He would mostly get students that every doctor or medical science had rejected as a hopeless case; they would not just recover completely but many of them are currently teachers themselves.

The easiest thing would have been to mystify what he does with each one of them, say that this sequence of asanas or the aids -- be it the use of bricks, belts, bolsters, bench, blankets -- that he used to help them overcome their shortcomings, a stiff back/neck/hamstring, broken bones or malignant tumours, etc, came to him in meditation or some such exotic thing.

Instead, he went out of his way to demystify, to explain how it worked physiologically, how certain asanas could make it easier for the ovaries to receive blood supply, or the heart to reduce its diastolic pressure, for example.

He made sure that no one saw him as a man of God, but as a man of discipline.

It is because of his work that people today are interested in the Eastern sciences.

It is because people, after their long exposure to Iyengar's work, know that it is not some rope trick humbug, it is real science. That is exactly what a yoga guru does, paves the way for an uninterrupted flow of intelligence to reach the next generation, even if the present generation doesn't possess adequate skills to transmit or understand it in totality.

Like the sage Patanjali, the founding father of yoga, Iyengar possessed not just intuitive understanding of Ayurveda and workings of the body, but also the gift of using words in a powerful and imaginative manner.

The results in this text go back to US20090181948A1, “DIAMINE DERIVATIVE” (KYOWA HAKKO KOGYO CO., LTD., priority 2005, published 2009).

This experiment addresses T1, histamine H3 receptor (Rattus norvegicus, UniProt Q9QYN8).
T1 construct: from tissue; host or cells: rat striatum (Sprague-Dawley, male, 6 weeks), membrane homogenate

Like Patanjali's skill over grammar, Iyengar developed an almost new vocabulary that made it easy for students across the globe to understand exactly how their bodies are meant to move, to experience and perform a certain asana in its purest form.

Extending from the "arm pit chest" or moving the "dorsal spine" in, gets even a lay person with no background of physiology, anatomy etc, to understand the working of the human body.

It allows them to understand and employ the voluntary muscles to bring about the required changes or improvements in the involuntary -- be it the kidney, liver, spleen, heart or lungs.

He was called names like 'hard', 'angry', 'hot-tempered'; he was anything but.

He was loving, kind, compassionate like none other, he wanted yoga to reach everyone; he envisioned the world reaping the benefits of this beautiful, ancient art, which is also a practical science.

Young or old, man or woman, rich or poor, he wanted yoga to spread deep into the heart of every person who came to learn. He was tough on lethargy and indiscipline, never on his students, and it takes an artist to walk that thin line.

He never distracted his students through promises of meditative states, better spiritual evolution than others, etc, but only promised them more work in the asana. And there is a huge audience for honesty -- over 40 million students across the globe are willing to practise asanas in its pure form.

If this has been achieved, it is one man's work -- Guruji B K S Iyengar, who always said and maintained that the school of yoga is very different from the business of yoga.

Main Image, Kind Courtesy: Rujuta Diwekar.
Other Images, Kind Courtesy: Iyengar Yoga Centre, Yogakshema.